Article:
The Downsides of 4K in General
With 4K, screen plays even more important role in the system. Fortunately, there is no more confusion in matching the screen to the projector anymore. It is straightforward, no-option given for the screen type. It’s only matte-white, 1.0 gain, flat (not drop-down) screen. My personal experience also seconded by my contact at Stweart Filmscreen who mentioned that screen artifacts such as un-even-ness (from a drop down screen), shimmer, colour shifts, hotspotting and mottling (unevenness of colour shown on the screen) are easily visible with 4K projection. Even Sony’s position on the matter is that their VPL-VW1000ES should be used with matte white screens to reduce screen texture and hot-spotting. Sony also mentioned that grey and silver screens are not ideal for 4K. This same view is shared also with Joel Silver of Imaging Science Foundation (ISF) and Joe Kane, also an industry guru and consultant.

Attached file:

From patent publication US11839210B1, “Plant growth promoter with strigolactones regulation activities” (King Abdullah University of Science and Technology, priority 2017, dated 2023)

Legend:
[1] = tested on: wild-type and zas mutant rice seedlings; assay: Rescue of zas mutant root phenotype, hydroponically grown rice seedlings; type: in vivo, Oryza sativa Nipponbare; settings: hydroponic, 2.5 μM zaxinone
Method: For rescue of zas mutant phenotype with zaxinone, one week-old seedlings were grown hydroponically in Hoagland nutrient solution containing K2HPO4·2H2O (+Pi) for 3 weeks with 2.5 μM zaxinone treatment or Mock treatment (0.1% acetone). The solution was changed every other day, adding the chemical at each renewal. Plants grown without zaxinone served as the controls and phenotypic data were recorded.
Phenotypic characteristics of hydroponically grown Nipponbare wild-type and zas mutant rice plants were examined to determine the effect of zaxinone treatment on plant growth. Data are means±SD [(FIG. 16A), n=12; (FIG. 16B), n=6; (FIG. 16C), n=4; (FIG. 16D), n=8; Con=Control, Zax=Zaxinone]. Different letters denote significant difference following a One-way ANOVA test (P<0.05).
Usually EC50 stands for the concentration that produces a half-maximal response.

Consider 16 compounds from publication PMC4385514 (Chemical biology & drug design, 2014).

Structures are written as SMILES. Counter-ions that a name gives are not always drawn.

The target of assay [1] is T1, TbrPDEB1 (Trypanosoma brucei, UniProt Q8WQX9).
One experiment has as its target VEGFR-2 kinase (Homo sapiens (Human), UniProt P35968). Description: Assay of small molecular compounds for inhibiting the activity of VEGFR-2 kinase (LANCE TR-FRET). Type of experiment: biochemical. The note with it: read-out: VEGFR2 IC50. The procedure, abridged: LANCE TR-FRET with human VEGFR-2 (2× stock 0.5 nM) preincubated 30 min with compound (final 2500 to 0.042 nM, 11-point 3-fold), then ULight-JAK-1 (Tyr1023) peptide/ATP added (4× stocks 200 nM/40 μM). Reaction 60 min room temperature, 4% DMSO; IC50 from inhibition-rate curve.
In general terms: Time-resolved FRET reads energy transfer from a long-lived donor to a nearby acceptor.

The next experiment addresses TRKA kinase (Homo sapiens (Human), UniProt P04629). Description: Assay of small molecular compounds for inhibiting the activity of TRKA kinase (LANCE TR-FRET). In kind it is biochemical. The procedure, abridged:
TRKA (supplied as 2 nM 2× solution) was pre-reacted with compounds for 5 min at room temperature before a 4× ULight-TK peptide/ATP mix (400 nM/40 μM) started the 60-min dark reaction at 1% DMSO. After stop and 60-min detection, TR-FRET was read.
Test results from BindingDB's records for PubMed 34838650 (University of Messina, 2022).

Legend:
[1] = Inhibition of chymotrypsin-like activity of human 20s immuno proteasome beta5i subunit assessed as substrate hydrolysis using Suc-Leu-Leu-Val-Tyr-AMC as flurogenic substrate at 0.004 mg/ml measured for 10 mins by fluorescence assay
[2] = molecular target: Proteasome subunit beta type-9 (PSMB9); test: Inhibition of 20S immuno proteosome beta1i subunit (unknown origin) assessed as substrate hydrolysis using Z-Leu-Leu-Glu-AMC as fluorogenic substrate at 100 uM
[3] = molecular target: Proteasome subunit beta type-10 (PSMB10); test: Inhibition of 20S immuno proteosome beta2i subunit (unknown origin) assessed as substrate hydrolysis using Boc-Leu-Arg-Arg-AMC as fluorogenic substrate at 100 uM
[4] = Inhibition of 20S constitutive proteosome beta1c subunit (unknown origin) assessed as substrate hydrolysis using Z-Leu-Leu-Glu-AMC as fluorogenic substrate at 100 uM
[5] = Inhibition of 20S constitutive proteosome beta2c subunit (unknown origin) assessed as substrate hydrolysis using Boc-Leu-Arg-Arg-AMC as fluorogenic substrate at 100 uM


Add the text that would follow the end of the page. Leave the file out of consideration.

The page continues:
This means, if you’re currently using a Stewart StudioTek 100, my screen of choice for ages, you’re fine. If you’re currently using a StudioTek 130, like many users out there… well, it’s time to throw away your screen and start doing what studio professionals and myself have been doing for ages; use a 1.0 gain screen. Oh, before I forget… perforated screen is also not recommended for home theatre use since the perforation will reduce the resolving resolution projected by the 4K projector.

Last but not least, you can throw away your cheap HDMI cables. It was clearly apparent when comparing a budget HDMI cable (but very well known cable usually bought online) with the much higher end HDMI cable especially at the usual length of approximately 35-feet between the source and the projector. The upscaler in the VPL-HW1000ES (or any upscaler, for that matter) can only perform its best when being fed with a very clean signal. Any distortion, sparkles or any other lack-of-clarity entering the scaling chip will look measurably worse by 400%.